With an oddball assortment like that, you know it’s time for another issue of Perceptive Travel webzine. The September issue hits three continents and throws in reviews of new travel books and world music releases too.
James M. Dorsey returns with a strange tale of a strange religion. When you attend a black voodoo session in Benin, watch out for the Egun. See more here: Dancing with the Dead in Benin.
In The Threat of the Mariachi, regular contributor Luke Armstrong finds his home for years, Guatemala, can indeed be “the land of possibilities.” If you’re the money ower instead of the owee that is.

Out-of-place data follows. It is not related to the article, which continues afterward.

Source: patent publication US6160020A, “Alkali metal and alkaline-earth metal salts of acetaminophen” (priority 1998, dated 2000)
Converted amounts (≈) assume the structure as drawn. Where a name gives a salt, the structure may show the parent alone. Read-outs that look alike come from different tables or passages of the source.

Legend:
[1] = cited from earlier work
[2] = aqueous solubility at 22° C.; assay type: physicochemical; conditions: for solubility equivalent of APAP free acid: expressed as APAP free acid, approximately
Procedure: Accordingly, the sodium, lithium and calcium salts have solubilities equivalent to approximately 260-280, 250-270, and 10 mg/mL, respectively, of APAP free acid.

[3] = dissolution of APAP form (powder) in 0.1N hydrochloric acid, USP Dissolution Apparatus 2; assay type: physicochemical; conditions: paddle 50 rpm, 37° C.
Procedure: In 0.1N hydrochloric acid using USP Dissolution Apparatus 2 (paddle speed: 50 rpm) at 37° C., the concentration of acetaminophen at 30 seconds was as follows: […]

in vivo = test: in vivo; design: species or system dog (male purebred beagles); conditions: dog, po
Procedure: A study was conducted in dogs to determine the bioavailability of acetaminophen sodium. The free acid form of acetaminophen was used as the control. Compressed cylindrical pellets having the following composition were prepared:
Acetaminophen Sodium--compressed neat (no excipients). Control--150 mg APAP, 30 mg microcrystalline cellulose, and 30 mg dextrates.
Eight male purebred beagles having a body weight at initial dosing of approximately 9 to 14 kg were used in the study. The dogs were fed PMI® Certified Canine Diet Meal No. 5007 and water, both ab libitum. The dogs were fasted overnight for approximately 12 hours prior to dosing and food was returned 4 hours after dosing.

Was there once something like a Great Wall in Vietnam? Ben Keene sets off to find out. See Stories in Stone: Walking Vietnam’s Long Wall.
Bill Caverlee checks out three new travel books getting a lot of attention: Europe on 5 Wrong Turns a Day, Visit Sunny Chernobyl, and The New Granta Book of Travel.
And of course we toss in some good travel music from around the world. Graham Reid spins some Malawi roadside gospel, some mash-up flamenco music, and Sierra Leone psychedelia by way of Brooklyn.
Now, want a cool Eagle’s Nest Outfitters hammock? If you’re on our newsletter list or following Perceptive Travel on Facebook, watch for how to enter. We’ll be sending one, complete with straps, to a lucky reader in the U.S. or Canada.